Monday, 20 April 2009

The Jalalabad Express

Just as in the name of the Macdonald’s ‘Big Tasty’, only one word of the title is actually accurate, so it was with our epic journey on a train calling itself the ‘Jalalabad Express’. Surely this one train journey was to be the most unusual journey of our lives?
At the reservation counter, the clerk seemed amazed that we were proposing a journey on the Jalalabad Express. He barked: “No first class”. We said that we didn’t travel first class, so he interrupted: “No a/c”. Fine, as we like the wind blustering in from the open windows. “No Sulob” (This means second class.) How about a bunk then? “No sleeper” Ahhhh, this wasn’t going very well really, was it? “No electricity”. Oh dear. But Jon and Simon aren’t going to be put off by minor details such as comfort and lighting are they? “Then you go counter number nine”. So we did. There was nobody there…
After a chat with the Station Master and his assistant, they were very anxious to put us on a more luxurious train the following day:
“No, this is no good train. This dirty train.” Oh dear. But it’s travel experiences our two intrepid explorers are after, and no amount of fobbing-off would work. Eventually they end up on the correct platform, where, to put the icing on the cake, the guard blurted out:
“This dangerous train”.
Our hearts sank as the train pulled into the ‘old station’, a short walk with our cumbersome backpacks from the modern concourse of the station for the intercity trains. This old station was strewn with sacks of produce, boxes of iced fish, weird old men eager to chat in Bangla and broken English, whilst the platform was awash with thick, black grease. Then the powercut kicked in.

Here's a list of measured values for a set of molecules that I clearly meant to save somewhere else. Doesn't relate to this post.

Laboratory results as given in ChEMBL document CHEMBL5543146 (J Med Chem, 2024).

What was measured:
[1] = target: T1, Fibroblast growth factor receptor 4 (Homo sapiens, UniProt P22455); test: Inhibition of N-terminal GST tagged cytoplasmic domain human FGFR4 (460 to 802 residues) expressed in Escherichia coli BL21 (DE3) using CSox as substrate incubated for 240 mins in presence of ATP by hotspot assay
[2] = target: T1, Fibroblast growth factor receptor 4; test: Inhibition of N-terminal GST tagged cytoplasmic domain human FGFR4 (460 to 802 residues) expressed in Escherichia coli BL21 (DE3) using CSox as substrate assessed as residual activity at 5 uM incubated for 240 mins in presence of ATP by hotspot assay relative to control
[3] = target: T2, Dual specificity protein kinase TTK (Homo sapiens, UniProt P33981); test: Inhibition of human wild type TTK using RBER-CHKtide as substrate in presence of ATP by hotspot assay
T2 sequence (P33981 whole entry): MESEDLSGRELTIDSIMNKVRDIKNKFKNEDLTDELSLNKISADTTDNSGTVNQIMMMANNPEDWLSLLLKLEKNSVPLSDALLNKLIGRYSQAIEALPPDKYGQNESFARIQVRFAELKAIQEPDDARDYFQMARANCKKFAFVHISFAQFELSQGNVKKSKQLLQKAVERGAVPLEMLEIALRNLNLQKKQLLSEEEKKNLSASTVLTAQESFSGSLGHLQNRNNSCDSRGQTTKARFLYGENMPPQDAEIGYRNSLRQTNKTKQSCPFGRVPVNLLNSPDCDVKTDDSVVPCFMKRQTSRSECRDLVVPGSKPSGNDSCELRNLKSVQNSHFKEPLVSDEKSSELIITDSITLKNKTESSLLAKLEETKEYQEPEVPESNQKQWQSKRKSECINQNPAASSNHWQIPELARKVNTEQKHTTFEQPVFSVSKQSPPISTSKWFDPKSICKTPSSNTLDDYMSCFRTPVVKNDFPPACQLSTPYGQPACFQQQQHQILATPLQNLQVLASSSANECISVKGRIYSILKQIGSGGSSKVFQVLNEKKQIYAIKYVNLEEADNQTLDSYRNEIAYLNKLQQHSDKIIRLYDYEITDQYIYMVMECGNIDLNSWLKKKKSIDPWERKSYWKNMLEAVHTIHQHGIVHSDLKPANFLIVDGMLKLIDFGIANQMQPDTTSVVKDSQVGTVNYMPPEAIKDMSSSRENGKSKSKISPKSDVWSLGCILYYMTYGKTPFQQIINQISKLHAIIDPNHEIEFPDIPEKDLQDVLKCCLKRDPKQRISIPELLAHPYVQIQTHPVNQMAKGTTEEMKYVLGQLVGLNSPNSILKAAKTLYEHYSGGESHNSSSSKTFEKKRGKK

We were, once again, left in the dark with all of our valuables, about to board a dark, dingy, dirty, dangerous local train. The train guard approached us and he kindly took us onto the train; into the carriage closest to where the train guards sit, in case we were to have any problems. This was reassuring, and to be on the safe side, we chained our huge backpacks to the overhead metal racks using chains that we bought in India.
Luckily for us, we boarded the train about half an hour before the train was due to depart so that we could get good seats. Well, “good” is certainly not the word, but what I want to say is that our seats were together and by the window. The seats were made entirely of stained and rusting metal. There was no cushioning and we weren’t relishing the idea of travelling for eleven hours like that. Thanks, Simon, for bringing inflatable pillows that we used as cushions.
Joining us on the train were armed security guards who were very interested to find out about us and what our country is like. The engine initiated our departure to Srimangal with a huge roaring sound, and upon moving we could feel ‘bump’ ‘bump’ ‘bump’ under our seats as the wheels of the train moved across the joints in the ancient rails. The engine also provided just enough power for a single, sorry-looking light bulb in the ceiling to glow slightly, barely illuminating the sea of dull faces surrounding us. Fortunately, as the train picked up a little speed, a dynamo gave the bulb much more power. Unfortunately, this allowed us to see our travelling companions in more detail…